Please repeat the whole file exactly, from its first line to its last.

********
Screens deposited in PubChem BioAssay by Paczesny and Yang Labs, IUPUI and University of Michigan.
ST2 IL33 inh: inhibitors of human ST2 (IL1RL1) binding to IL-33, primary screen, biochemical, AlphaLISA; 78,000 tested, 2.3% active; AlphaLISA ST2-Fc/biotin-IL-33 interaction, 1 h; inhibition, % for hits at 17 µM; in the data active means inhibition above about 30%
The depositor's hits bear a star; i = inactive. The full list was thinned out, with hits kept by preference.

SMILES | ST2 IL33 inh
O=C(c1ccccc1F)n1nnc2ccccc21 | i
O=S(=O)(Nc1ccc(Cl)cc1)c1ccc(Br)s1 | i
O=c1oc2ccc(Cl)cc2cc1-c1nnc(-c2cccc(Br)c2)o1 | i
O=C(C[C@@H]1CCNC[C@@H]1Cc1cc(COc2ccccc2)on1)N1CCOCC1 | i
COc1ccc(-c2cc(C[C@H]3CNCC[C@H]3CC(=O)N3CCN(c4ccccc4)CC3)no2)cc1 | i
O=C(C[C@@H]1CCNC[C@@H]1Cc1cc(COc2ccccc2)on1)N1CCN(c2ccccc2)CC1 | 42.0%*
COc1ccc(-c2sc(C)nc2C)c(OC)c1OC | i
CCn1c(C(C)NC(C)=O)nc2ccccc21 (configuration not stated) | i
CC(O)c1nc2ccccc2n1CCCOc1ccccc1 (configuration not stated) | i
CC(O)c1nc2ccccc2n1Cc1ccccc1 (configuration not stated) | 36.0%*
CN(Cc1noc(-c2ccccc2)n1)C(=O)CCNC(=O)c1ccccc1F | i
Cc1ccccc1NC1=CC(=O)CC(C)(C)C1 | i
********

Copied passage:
Screens deposited in PubChem BioAssay by Paczesny and Yang Labs, IUPUI and University of Michigan.
ST2 IL33 inh: inhibitors of human ST2 (IL1RL1) binding to IL-33, primary screen, biochemical, AlphaLISA; 78,000 tested, 2.3% active; AlphaLISA ST2-Fc/biotin-IL-33 interaction, 1 h; inhibition, % for hits at 17 µM; in the data active means inhibition above about 30%
The depositor's hits bear a star; i = inactive. The full list was thinned out, with hits kept by preference.

SMILES | ST2 IL33 inh
O=C(c1ccccc1F)n1nnc2ccccc21 | i
O=S(=O)(Nc1ccc(Cl)cc1)c1ccc(Br)s1 | i
O=c1oc2ccc(Cl)cc2cc1-c1nnc(-c2cccc(Br)c2)o1 | i
O=C(C[C@@H]1CCNC[C@@H]1Cc1cc(COc2ccccc2)on1)N1CCOCC1 | i
COc1ccc(-c2cc(C[C@H]3CNCC[C@H]3CC(=O)N3CCN(c4ccccc4)CC3)no2)cc1 | i
O=C(C[C@@H]1CCNC[C@@H]1Cc1cc(COc2ccccc2)on1)N1CCN(c2ccccc2)CC1 | 42.0%*
COc1ccc(-c2sc(C)nc2C)c(OC)c1OC | i
CCn1c(C(C)NC(C)=O)nc2ccccc21 (configuration not stated) | i
CC(O)c1nc2ccccc2n1CCCOc1ccccc1 (configuration not stated) | i
CC(O)c1nc2ccccc2n1Cc1ccccc1 (configuration not stated) | 36.0%*
CN(Cc1noc(-c2ccccc2)n1)C(=O)CCNC(=O)c1ccccc1F | i
Cc1ccccc1NC1=CC(=O)CC(C)(C)C1 | i